How to make sure subscribers don't read your organization's email messages

As an animal-welfare and marketing professional, every week I receive dozens of call-to-action messages from organizations I care about, e-blasts about important social causes, and newsletters I don't remember having signed up for. These communications from organizations other than the one I work for are a good way to keep up on trends, gauge how effective the different media and messages are, and make comparisons which help to improve my promotional and public-relations work.

One thing I've learned from the wealth of messages I receive daily: There are three surefire ways to make sure subscribers don't read your organization's email messages. Sure, subscribers might open it (online marketing pros know that encouraging subscribers to open an email in the first place is quite a feat itself), but once they open it, if you do the following three things, your call to action - whether a request to donate, buy a product, or share with a friend - will go unheeded.

This message lacks a logo, an image related to the text's content, and an immediately obvious message. (Click to view larger).I'll use a message I received from Lifeline Animal Rescue Network as an example. This post is meant to help organizations improve their marketing, and is not meant as an insult or critique of the organization - to the contrary, Lifeline has a noble cause - to help homeless animals. Though I'm still not 100% sure what they do to help.

But that's not the point of this post - the point is that doing these three things in a business or non-profit's email to customers and supporters will ensure that most people won't read a message if they open it:

1. Use Inconsistent Branding

This email has a generic-looking banner and format. The organization's website has a different one (I'm not sure either is a logo.) Since I'm not familiar with this organization in the first place (and how they got my email address is a separate matter), how can I trust that the message I receive is from the organization itself and not an imposter trying to steal my credit card information?

Anyone can grab a company or non-profit organization's logo, slap it into an email distribution program, and send it out as if it's from the organization. But if the message you're sending out truly is from who you say it's from, it's important to cut down on as many red flags as possible for the reader. If I was familiar with Lifeline and received this message, the lack of consistent, recognizable branding is the first red flag that would make my brain slow down a bit and say "Hey, something's not right here..." The second thing to do to turn people off from your email is:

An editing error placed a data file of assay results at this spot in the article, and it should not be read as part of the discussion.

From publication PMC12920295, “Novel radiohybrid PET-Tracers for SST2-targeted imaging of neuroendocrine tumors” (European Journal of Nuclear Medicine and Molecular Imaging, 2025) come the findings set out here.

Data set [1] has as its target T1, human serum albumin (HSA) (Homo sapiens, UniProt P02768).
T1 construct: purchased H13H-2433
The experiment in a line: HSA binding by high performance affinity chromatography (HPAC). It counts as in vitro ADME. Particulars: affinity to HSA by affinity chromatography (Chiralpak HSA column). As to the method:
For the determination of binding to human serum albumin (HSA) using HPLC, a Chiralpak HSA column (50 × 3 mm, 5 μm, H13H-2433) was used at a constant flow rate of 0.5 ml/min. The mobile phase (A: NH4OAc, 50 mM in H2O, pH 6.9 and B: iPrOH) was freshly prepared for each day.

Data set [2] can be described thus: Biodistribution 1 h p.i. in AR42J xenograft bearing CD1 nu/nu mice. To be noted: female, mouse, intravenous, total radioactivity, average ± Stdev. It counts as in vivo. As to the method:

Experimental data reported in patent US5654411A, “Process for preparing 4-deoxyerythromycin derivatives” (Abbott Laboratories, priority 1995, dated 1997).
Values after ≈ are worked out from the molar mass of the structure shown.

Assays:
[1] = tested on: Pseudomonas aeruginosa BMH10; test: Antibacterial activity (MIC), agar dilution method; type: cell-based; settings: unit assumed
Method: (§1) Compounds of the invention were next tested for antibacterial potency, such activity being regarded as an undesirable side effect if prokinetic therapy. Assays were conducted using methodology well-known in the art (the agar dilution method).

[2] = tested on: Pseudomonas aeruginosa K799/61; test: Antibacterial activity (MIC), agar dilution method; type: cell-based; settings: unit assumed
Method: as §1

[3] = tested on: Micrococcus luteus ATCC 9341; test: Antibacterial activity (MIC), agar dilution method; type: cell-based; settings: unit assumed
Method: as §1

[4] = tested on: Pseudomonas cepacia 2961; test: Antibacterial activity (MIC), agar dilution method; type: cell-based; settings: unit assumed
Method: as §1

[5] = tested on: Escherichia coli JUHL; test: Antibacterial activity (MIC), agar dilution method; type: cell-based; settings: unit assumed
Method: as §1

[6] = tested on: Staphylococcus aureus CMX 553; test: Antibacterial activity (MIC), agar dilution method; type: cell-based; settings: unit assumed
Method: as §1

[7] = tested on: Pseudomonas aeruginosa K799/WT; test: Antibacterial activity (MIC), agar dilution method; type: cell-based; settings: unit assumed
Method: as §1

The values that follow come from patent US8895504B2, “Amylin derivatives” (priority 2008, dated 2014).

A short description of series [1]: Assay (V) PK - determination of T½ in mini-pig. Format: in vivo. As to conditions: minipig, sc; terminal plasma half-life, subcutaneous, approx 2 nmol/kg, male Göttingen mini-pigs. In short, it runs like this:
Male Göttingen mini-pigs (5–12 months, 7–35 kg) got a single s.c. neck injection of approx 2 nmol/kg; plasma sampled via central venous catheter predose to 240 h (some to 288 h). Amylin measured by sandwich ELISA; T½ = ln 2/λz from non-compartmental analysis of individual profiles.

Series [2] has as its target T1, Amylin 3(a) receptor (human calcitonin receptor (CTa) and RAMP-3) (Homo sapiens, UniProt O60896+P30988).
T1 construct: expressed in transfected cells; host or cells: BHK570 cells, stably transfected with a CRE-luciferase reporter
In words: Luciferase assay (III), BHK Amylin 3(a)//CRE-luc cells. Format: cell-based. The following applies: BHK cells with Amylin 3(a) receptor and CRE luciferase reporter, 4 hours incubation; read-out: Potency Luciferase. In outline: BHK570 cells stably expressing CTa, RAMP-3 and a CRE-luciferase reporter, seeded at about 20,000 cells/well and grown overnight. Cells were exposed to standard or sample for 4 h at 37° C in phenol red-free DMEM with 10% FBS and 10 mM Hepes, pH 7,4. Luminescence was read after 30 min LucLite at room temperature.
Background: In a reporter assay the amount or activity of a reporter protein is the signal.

2. Don't Include Images

There's nothing pretty to look at in this message. Besides the blue banner and the easycontact brand footer, there's no color. There's no photograph, no drawing, no icon. I didn't know what this message was about when I opened it; a photograph of animals would have done wonders to encourage me to read the message.

People are inundated with email, and providing one powerful visual in any electronic communication can make the difference between gaining a new customer or turning someone off for good. Most email marketing programs (Convio, ExactTarget, etc.) allow you to brand your message with your logo and include images, even with free versions.

Even with a powerful image, though, many people wouldn't read this message because the author chose to:

3. Write a Large Block of Tiny Text

This is an easy trap to fall into. I know, because I LOVE to write. Even this post is probably longer than necessary. And many people, when given access to email their organization's supporters, think "I'm going to include every single thing in this message that's important to me about this subject because I KNOW it will be important to the person reading this and they won't have as many questions for me once they read it!" Not true.

E-blasts and electronic newsletters need to be easy to scan (there's plenty of research on e-communication effectiveness, especially from usability expert Jakob Nielsen.) And better yet, the message should fit onto one screen rather than multiple scrolled screens. And most importantly, your audience should be able to figure out what the heck you're trying to make them do within the first few seconds of them opening the message - or else they'll probably delete it right away and lessen the odds that they'll open a message from you again.

The only reason I read the Lifeline email was because I didn't know what it was (besides an email message I don't remember subscribing to) and had thought about writing on this topic for awhile. And the problem with this email wasn't only the fact that there were more paragraphs and more tiny-font words than there needed to be - the biggest issue is that I STILL don't know exactly what Lifeline is or what they do. I know they want to help animals, and somehow they want to help animals by having people eat food and donate money, but the correlation between these things is lost on me.

So if you're responsible for using email to bring customers to your business, encourage supporters of your non-profit cause to donate, or even invite your friends and family to your next big party, consider adding appropriate visuals and cutting the text down to only the most important, easily understandable stuff. With that in mind, I'm done writing for now.

Wait, no I'm not: What's the most effective electronic message you've recently received from a company or non-profit, and did they not do the steps above? Leave your comment below.